More than 20 Cedars-Sinai Medical Center workers are suing the hospital, alleging they were wrongfully denied requests for religious and medical exemptions to the hospital’s coronavirus vaccine mandate and then subjected to retaliation and harassment.
The suit — which was brought Monday in Los Angeles Superior Court — also alleges wrongful constructive discharge and seeks unspecified compensatory and punitive damages.
It does not state the positions held by the 21 plaintiffs and is not clear about whether any still work for the hospital, but the complaint does claim that the hospital’s alleged religious discrimination is “reasonably likely to impair an employee’s employment, job performance, or prospects for advancement or promotion.”
The plaintiffs’ attorney, Daniel Watkins, did not immediately return a call for comment.
A Cedars-Sinai spokesman said Tuesday that he cannot comment on pending litigation.
Cedars-Sinai’s “malicious and reckless actions are causing intense undue stress” for the plaintiffs, who were “forced to choose between keeping their jobs, which they love, and honoring their most deeply held religious beliefs about life, purpose, and death,” the suit states.
The hospital’s “obstructive and cavalier handling” of the plaintiffs’ exemption requests is “escalating the stress of these former employees each day,” the suit states.
Each plaintiff requested an exemption from the hospital’s COVID-19 vaccination policy and all were told they were, “denied because it would be an undue hardship to accommodate your request based on the nature of your job responsibilities. Please understand that you must comply with the COVID-19 vaccination program or face termination,” according to the suit.
The sincerity of an employee’s stated religious belief is usually not in dispute and is generally presumed or easily established, the suit states.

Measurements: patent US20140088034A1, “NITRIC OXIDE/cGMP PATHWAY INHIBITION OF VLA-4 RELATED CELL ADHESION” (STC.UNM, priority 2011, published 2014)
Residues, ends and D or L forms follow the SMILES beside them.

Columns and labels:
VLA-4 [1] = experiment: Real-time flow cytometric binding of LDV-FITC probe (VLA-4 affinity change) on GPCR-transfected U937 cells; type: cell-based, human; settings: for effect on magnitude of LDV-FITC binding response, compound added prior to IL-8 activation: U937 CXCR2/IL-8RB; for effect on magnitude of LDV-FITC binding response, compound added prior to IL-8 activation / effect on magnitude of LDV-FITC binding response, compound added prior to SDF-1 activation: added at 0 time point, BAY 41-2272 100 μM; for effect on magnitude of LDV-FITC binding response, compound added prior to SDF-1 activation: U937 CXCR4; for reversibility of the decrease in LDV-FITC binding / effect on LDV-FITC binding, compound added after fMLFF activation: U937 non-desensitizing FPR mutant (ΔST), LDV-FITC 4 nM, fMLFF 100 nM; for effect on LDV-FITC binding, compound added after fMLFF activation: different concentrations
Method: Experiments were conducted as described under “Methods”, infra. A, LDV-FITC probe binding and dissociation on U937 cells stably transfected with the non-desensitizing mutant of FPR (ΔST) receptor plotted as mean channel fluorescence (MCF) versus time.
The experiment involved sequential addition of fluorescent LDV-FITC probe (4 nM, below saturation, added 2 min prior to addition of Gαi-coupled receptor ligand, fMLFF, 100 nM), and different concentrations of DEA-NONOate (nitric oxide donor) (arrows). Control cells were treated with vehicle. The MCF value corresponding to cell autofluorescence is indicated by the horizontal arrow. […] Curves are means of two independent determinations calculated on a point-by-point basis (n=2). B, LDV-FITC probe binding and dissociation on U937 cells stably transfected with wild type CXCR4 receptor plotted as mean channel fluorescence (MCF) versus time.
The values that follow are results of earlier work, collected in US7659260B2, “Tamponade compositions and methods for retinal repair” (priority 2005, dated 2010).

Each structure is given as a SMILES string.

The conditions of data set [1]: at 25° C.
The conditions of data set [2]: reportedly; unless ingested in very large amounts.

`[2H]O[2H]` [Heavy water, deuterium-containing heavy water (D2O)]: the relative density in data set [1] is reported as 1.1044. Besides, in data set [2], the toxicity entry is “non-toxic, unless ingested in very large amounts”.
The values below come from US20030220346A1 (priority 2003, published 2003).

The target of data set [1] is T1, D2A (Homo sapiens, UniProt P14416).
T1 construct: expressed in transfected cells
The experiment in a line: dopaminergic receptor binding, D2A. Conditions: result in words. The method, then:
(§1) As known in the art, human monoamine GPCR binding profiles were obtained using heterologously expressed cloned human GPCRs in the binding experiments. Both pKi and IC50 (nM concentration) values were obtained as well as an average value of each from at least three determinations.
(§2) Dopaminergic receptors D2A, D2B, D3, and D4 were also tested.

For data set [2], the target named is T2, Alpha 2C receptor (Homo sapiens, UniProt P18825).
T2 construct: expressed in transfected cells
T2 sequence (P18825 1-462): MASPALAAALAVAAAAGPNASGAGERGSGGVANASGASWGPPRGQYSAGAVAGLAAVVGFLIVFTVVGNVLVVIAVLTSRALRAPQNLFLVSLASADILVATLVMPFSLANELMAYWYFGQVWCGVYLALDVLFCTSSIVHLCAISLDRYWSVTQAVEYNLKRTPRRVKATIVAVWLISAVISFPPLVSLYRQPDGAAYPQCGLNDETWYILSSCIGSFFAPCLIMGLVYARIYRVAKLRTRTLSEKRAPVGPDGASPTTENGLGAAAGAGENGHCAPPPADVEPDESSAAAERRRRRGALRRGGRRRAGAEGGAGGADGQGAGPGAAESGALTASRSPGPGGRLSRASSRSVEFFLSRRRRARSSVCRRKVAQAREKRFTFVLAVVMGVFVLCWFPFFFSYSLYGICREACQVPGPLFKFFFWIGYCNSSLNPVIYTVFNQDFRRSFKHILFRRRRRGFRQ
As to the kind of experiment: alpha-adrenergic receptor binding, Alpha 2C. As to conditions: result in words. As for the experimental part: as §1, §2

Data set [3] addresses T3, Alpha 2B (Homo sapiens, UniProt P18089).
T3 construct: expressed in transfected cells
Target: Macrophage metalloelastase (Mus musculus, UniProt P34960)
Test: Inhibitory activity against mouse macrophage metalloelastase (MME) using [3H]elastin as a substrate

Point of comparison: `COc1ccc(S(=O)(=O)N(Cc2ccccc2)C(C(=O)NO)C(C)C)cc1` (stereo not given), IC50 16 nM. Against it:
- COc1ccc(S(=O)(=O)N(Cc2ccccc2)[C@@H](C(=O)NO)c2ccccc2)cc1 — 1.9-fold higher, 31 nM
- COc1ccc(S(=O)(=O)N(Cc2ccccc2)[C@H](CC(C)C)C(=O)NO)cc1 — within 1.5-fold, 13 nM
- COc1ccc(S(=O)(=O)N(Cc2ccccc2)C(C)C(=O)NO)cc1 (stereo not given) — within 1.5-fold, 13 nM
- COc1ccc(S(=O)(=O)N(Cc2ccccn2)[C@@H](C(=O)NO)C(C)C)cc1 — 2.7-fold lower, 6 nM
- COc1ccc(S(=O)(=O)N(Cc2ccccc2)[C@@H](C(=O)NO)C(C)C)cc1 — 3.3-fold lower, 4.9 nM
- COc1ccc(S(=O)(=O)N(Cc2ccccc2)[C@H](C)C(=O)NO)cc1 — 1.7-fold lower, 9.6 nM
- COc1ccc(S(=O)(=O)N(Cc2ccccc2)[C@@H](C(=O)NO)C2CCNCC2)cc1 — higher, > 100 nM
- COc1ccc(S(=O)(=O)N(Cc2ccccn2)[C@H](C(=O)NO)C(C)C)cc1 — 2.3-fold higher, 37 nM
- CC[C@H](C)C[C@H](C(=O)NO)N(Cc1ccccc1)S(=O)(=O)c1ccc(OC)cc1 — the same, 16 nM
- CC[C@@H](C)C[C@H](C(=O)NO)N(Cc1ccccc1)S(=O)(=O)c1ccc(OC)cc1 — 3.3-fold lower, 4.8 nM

“Employers are not and should not be in the business of deciding whether a person holds religious beliefs for the proper reasons and they should limit the inquiry to whether or not the religious belief system is sincerely held; and should not review the motives or reasons for holding the belief in the first place,” according to the suit.
The law provides protection for sincerely held religious beliefs even when some members of the same religious organization, sect or denomination disagree with the beliefs held by an individual, according to the suit.
The plaintiffs cannot accept any of the three currently available COVID-19 vaccines because they are developed and produced from aborted fetal cell lines, the suit states.
“Thus, while there may be some faith leaders and other adherents whose belief of scripture is different, and who may be willing to accept one of the three currently available COVID-19 vaccines despite their connection with aborted fetal cell lines, any CSMC employee is entitled to interpret the scriptural commands differently,” the suit states.
The hospital, in claiming that granting the plaintiffs a religious exemption would create an undue hardship, “completely fails to provide factual evidence to support its claim,” the suit states.
CSMC also turns a “blind eye to the current state of the science, which clearly indicates that vaccinated individuals spread COVID-19 just as unvaccinated individuals,” according to the suit, which says the plaintiffs suffered harassment and retaliation for their religious stands.
Hospitals statewide provide testing and masks as reasonable accommodations for those objecting to the vaccine mandates, which is consistent with state Department of Public Health guidelines, the suit states.
The plaintiffs are Rashunda Pitts, Ohara Aivaz, Katrissie Alexander, Glemma De Castro-Voungnassou, Daniela Bandera-Rojas, Kara Boyer, Marlon Bustamante, Maria Cabili, Lindsey Green, Matthew Green, Rose Lane, Mercedes Mendez, Leilani Miranda, Cherise Mosiman, Elmar Park, Reynaldo Paz, Irina Prystupa, Monique Resnick, Daniela Shamsaeirad, Mihaela Te Winkel and Asuncion Viray.